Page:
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Snazzy Snacking

Four crowd pleasing after school treats

photo & styling by eugenia uhl

I come from the generation whose after school snacks included warm, baked sweet potatoes drizzled with butter and Steen’s 100% Cane Syrup, Rice Krispies Treats, tac-tac (popcorn balls), ants-on-logs and sugar and butter sandwiches. If my nieces and nephews caught me giving these to their children, they would never allow them to visit me again. So, who would know better about good after-school treats than my nieces who gave me some great suggestions.

My niece Monique tells me that her three girls Olivia, Isabella and Sophia love sliced apples or bananas spread with peanut butter, crackers and cheese (any kind) and ants-on-logs (ah they are still popular), made with celery sticks filled with peanut butter and sprinkled with raisins. Rather than baked sweet potatoes, Monique tosses thinly sliced sweet potatoes with a little olive oil and bakes them for about 20 minutes. She then sprinkles them with sea salt. Steamed edamame tossed with sea salt are also a welcome treat for the girls. There are also carrots, celery and peppers with hummus or ranch dressing. She sometimes melts chocolate bark containing dried apricots and salted cashews and after it cools, lets them dip it in melted chocolate or Nutella. (Hey, these are sounding pretty good. We didn’t have Nutella when I was a youngster.)

“You can also bake or zap sliced apples in the microwave for four minutes and sprinkle cinnamon on top,” Monique says. “A dollop of whipped cream makes it taste like apple pie. I also fill snack-size plastic storage bags with pretzel sticks, raisins, peanuts, sunflower seeds, marshmallows and M&Ms or chocolate chips.”


Lemon Bars

1    stick butter, melted
¼    cup powdered sugar
1    cup plus 2 tablespoons
    all-purpose flour
2    large eggs
1    cup granulated sugar
¾    teaspoon baking powder
2    tablespoons fresh lemon juice

Preheat the oven to 350F.
Combine butter, powdered sugar and one cup of flour in a bowl. Mix well. Press mixture into the bottom of a 9-by-9-inch baking pan. Bake for 30 minutes, or until golden. Remove from oven and let cool for a few minutes.
In another bowl, beat eggs until light in color. Add granulated sugar, remaining two tablespoons flour, baking powder and lemon juice. Mix well. Spread mixture over the crust and bake for 30 minutes.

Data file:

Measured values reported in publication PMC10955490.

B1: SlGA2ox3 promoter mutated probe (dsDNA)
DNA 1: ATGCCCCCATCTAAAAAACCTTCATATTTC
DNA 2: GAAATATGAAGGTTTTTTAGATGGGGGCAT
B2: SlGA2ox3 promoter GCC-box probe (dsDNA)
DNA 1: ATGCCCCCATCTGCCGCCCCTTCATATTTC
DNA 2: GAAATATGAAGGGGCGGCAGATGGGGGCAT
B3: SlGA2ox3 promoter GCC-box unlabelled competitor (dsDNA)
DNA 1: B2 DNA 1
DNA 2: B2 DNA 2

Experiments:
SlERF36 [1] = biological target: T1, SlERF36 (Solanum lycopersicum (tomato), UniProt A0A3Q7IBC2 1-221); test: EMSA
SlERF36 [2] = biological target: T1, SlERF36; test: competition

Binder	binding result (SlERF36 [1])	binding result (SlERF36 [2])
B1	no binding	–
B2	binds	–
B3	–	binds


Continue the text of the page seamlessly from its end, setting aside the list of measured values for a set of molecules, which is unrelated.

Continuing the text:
Remove and cool before cutting into squares.
About 40 squares


Peanut Butter ‘N Jelly Bars

3    cups all-purpose flour
1    cup sugar
1 ½    teaspoons baking powder
½    cup butter, softened
½    cup smooth peanut butter
2    large eggs, slightly beaten
1    cup grape jelly

Preheat the oven to 375F.
Combine flour, sugar and baking powder in a bowl. Cut in butter and peanut butter until the mixture resembles coarse meal. Stir in eggs and mix well.
Press half of the mixture into a greased 13-by-9-by-2-inch baking pan. Spread grape jelly over the peanut butter mixture. Crumble the remaining dough over the jelly. Bake for 30 to 35 minutes. Remove from oven, cool, then cut into bars.
Makes about 2 dozen.  


Strawberry Smoothies

1    cup frozen unsweetened
    raspberries
1    cup frozen unsweetened
    strawberries
1    cup orange or grapefruit juice
½    cup plain Greek yogurt
2    tablespoons honey

Place all ingredients in a blender; process until smooth. Serve immediately.

My niece Suzanne tells me that popcorn, granola bars and pretzels dipped in peanut butter and drizzled with honey are favorites with her children.
A friend says that her two grandchildren go ga-ga over Greek yogurt mixed with cereal and a little honey. She also showed me how simple this is: Cut watermelon (seedless is best) into chunks or slices and put in plastic storage bags in the freezer. Honey dews also work just fine: Sprinkle with a little fresh lime juice to serve. Her fruit kabobs of choice have thredded chunks of pineapple and strawberries. Pair the kabobs with a dip made with low-fat sour cream or Greek yogurt and brown sugar or cinnamon with a squeeze of lime or lemon juice.
I’m getting the drift of these easy, healthy snacks, but once in a while, a slice of cake or a cookie can’t be too harmful.


Hot-Milk Cake

1    stick butter
1    cup milk
4    large eggs
1    teaspoon pure vanilla extract
1 ¾    cups sugar
2    cups cake flour
    Pinch of salt
1    teaspoon baking powder
    Powdered sugar

Preheat the oven to 350F. Lightly butter and flour a 9-inch tube pan without a removable bottom.
Combine the butter and milk in a heavy saucepan and slowly bring to a boil.
While the milk is heating, beat the eggs and the vanilla in a large mixing bowl with an electric mixer on medium to high speed for two to three minutes. Then, with the mixer on medium speed, beat in the sugar in three pours, beating well as you add each portion. Add half the flour and the salt, beat for 30 seconds, and then add the remaining flour.
When the butter and milk mixture has boiled, remove from the heat and pour into the flour mixture. The beater must be turning while the milk is added. Scrape the sides of the bowl to thoroughly combine all the ingredients. Add the baking powder and beat for one minute at medium speed. Pour the batter into the prepared pan. Bake for 50 to 60 minutes, or until lightly golden. Remove from the oven and let the cake cool in the pan for 10 minutes. Then invert onto a rack to cool. Dust the top with the powdered sugar.
You can serve the cake with seasonal fruit.
Makes 1 cake to serve 8 to 10


 

 

 

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